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5. The Dark Side Of The Moon (2002)

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Director- William Karel

The moon landing footage from Apollo 11 was allegedly fabricated by Stanley Kubrick for his film 2001: A Space Odyssey, according to a popular conspiracy theory. This exact hypothesis has been the subject of numerous true documentaries. That’s why people took Dark Side of the Moon seriously. Kubrick’s widow, Christiane Kubrick, as well as real-life astronauts David Scott, Jeffrey A. Hoffman, and Edwin “Buzz” Aldrin and his then-wife, Lois, are among the many notable guest appearances. Karel also includes interviews with characters whose names recall Kubrick and Hitchcock films, such as “Jack Torrance” as a Hollywood producer, in addition to these “as themselves” appearances.

6. Borat: Cultural Learnings of America for Make Benefit Glorious Nation of Kazakhstan (2006)

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Director- Larry Charles

Borat Sagdiyev, the flamboyant TV personality of Kazakhstan’s undeveloped sovereign state, is commissioned to film an in-depth travelogue documenting his wide-eyed examination of American life and culture. Borat can’t get enough of America, accompanied by his rotund producer Azamat Bagatov, until the late-night discovery of C. J. Parker, the statuesque lifeguard from the popular TV series Baywatch (1989), flips his world upside down. Now, as a love-struck Borat feels obliged to follow his heart, he goes on a once-in-a-lifetime road journey to sunny California to meet the woman who permanently changed his life.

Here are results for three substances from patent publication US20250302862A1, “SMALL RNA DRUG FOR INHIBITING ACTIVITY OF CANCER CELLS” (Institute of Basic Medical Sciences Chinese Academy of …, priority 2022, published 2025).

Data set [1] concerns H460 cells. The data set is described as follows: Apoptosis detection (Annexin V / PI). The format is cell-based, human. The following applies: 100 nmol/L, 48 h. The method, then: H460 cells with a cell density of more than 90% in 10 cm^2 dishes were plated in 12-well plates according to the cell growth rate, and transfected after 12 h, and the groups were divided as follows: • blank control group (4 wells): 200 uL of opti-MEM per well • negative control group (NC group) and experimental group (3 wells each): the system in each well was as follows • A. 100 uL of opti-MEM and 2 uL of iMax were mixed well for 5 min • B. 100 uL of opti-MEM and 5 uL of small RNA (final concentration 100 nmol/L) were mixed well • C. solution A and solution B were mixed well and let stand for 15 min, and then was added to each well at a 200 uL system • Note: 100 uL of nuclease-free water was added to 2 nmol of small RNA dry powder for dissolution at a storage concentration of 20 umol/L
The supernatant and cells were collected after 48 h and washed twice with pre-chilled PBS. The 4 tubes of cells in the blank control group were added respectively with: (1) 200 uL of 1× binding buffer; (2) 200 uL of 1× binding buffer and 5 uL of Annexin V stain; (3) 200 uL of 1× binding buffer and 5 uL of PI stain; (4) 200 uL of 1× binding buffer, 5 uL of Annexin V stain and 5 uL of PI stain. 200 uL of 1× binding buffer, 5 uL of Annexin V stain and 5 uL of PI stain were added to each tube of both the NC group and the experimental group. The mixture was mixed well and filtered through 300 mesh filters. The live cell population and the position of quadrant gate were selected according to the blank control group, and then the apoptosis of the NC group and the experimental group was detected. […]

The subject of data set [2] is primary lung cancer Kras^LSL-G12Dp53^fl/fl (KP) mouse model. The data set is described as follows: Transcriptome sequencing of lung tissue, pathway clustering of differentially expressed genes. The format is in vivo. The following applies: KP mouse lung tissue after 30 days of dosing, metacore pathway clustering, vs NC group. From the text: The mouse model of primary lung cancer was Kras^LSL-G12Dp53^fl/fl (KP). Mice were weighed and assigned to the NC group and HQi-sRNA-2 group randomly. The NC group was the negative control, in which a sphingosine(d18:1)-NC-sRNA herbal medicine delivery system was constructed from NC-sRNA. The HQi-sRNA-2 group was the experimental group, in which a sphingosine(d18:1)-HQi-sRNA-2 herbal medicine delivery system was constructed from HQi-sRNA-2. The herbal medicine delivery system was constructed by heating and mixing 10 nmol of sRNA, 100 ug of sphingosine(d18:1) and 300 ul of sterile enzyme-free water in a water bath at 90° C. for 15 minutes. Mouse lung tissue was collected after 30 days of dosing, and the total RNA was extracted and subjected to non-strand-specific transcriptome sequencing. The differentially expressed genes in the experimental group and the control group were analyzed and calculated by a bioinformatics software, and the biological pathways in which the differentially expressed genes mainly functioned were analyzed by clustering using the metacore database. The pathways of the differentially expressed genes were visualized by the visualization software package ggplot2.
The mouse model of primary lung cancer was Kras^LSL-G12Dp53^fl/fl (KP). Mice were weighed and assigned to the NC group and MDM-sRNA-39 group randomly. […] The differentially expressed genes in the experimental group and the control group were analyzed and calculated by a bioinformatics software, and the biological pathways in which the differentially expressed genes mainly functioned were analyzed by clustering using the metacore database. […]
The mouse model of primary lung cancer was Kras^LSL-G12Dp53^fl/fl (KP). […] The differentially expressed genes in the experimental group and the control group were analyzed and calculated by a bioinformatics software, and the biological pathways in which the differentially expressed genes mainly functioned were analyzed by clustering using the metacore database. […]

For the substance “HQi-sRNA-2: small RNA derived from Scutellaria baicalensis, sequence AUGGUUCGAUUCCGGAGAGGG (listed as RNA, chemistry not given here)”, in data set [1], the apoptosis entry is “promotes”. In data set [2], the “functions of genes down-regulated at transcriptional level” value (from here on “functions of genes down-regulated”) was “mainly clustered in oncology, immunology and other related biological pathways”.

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7. I’m Still Here (2010)

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Director- Casey Affleck

Actor Joaquin Phoenix tells folks he’s resigning to pursue a career in rap music while rehearsing for a charity event in 2008, with Casey Affleck’s camera watching. We follow the actor as he writes, rehearses, and performs in front of an audience throughout the next year. Sean Combs is enlisted to produce the album, which he intends to do. We witness the actor at home, where he drinks, smokes, and bawls at his two-man entourage. He also talks philosophy with Affleck and offers his thoughts on celebrity.

8. Borat Subsequent Moviefilm (2020)

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Director- Jason Woliner

Borat Sagdiyev, a Kazakh reporter, has been summoned to Premier Nursultan Nazarbayev’s office for a life-or-death mission fourteen years after his culture shock in Borat: Cultural Learnings of America for the Benefit of the Glorious Nation of Kazakhstan (2006). Borat must now return to President Donald Trump’s America to present an amazing gift to Vice President Mike Pence in order to restore himself and the glorious nation of Kazakhstan’s reputation. Tutar, Borat’s fifteen-year-old daughter, enters the picture instead, prompting a change of plans. While the now-famous Borat delves deep into American politics, the father and daughter learn about feminism, racism, and an insidious, lethal virus known as COVID-19.